I know it's possible to write and read GPIO values using the command line:

echo 1 > /sys/class/gpio/gpio0/value 

for example, puts the GPIO 0 pin on high.

Now, for reading, you use cat. However, this restricts me to polling and does not prevent me from missing a state inbetween poll events.

Is there a way for me to register some kind of listener via the command line as you would with RPIO in Python?

I want to listen for value changes without polling. I assume polling extremely quickly (to make missing a state less likely) is not very healthy either?

There is a target called /sys/class/gpio/gpio../uevent but I don't know what it is for.

  • Why not use a Python/C/C++/Perl/<insert language here> implementation that implements Interrupts, and just sits in the background? – stevieb Mar 17 '17 at 22:51
  • I wanted my own very simple library for satisfaction's sake :) – Limnic Mar 18 '17 at 8:50
up vote 1 down vote accepted

According to https://www.kernel.org/doc/Documentation/gpio/sysfs.txt some of the GPIO can be configured as interrupt generating.

"value" ... reads as either 0 (low) or 1 (high). If the GPIO is configured as an output, this value may be written; any nonzero value is treated as high.

If the pin can be configured as interrupt-generating interrupt and if it has been configured to generate interrupts (see the description of "edge"), you can poll(2) on that file and poll(2) will return whenever the interrupt was triggered. If you use poll(2), set the events POLLPRI and POLLERR. If you use select(2), set the file descriptor in exceptfds. After poll(2) returns, either lseek(2) to the beginning of the sysfs file and read the new value or close the file and re-open it to read the value.

"edge" ... reads as either "none", "rising", "falling", or "both". Write these strings to select the signal edge(s) that will make poll(2) on the "value" file return.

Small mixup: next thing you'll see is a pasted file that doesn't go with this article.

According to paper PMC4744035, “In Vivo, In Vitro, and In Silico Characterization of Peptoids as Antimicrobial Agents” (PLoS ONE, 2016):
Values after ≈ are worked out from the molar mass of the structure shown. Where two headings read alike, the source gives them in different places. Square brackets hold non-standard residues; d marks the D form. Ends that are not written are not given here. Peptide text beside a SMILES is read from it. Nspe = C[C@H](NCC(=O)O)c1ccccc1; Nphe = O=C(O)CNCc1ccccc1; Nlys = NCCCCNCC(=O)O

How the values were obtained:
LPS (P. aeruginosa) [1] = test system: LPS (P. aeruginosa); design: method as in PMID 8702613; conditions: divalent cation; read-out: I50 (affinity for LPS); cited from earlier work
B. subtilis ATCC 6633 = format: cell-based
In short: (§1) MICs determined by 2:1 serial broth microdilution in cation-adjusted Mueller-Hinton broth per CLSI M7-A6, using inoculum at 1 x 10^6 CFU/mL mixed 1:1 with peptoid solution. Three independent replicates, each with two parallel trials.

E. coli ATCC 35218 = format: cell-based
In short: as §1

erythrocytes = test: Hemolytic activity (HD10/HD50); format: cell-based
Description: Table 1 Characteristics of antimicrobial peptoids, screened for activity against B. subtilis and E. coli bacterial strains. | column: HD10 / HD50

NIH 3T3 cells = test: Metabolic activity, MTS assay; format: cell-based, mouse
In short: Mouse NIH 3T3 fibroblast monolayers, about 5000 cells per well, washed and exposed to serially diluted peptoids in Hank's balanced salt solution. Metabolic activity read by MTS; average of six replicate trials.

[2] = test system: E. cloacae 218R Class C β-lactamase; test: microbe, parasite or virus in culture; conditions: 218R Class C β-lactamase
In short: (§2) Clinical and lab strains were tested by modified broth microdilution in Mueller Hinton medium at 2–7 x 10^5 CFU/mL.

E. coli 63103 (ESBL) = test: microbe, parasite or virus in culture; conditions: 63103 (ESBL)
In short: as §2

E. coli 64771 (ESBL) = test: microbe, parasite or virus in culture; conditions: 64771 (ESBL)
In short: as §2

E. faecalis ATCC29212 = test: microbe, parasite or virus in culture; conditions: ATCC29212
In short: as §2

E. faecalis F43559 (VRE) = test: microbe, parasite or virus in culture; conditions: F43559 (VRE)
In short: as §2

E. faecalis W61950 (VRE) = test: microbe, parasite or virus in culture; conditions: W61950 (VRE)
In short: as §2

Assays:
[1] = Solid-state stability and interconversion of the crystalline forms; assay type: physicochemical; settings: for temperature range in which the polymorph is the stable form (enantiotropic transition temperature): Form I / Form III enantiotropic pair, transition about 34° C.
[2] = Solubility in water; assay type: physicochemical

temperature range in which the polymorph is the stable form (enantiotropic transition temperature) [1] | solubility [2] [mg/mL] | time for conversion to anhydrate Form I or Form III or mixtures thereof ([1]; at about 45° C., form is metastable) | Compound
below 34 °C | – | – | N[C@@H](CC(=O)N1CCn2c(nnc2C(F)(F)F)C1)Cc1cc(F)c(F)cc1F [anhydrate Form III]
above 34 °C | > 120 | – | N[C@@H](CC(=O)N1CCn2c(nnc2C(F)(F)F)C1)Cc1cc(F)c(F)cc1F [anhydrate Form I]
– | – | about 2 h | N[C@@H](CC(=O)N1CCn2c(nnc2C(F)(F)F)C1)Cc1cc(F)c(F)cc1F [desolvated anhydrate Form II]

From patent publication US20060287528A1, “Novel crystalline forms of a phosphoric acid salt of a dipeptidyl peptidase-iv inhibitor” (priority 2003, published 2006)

This file exists only if the pin can be configured as an interrupt generating input pin.

Should be like this..

echo 17 > /sys/class/gpio/export
echo rising > /sys/class/gpio/gpio17/edge

Based on your comment, I recommend to check pigpio where a Java wrapper exists. The library​ is maintained by another user of this community. The wrapper is also well documented. I think with this you can develop bit more efficient.

  • Thank you very much, because I'm doing stuff in Java, I was able to manipulate the edge target and use a WatchService to detect changes and it works amazingly well! – Limnic Mar 18 '17 at 8:40
  • @Limnic, I've updated the answer. The information that you want to use this in Java was not missing before :) – Joe Platano Mar 18 '17 at 15:05
  • After a bit of experimenting, it seems like pure java code to manage GPIO is too hard for my raspberry pi zero. It's under 100% cpu load pretty much after the tiniest loop. There can probably be optimizations but I thought "since all other libraries fall back to native calls, I'll just use PI4J." And even though I don't like the API as much, it performs a lot better haha :) – Limnic Mar 18 '17 at 17:21

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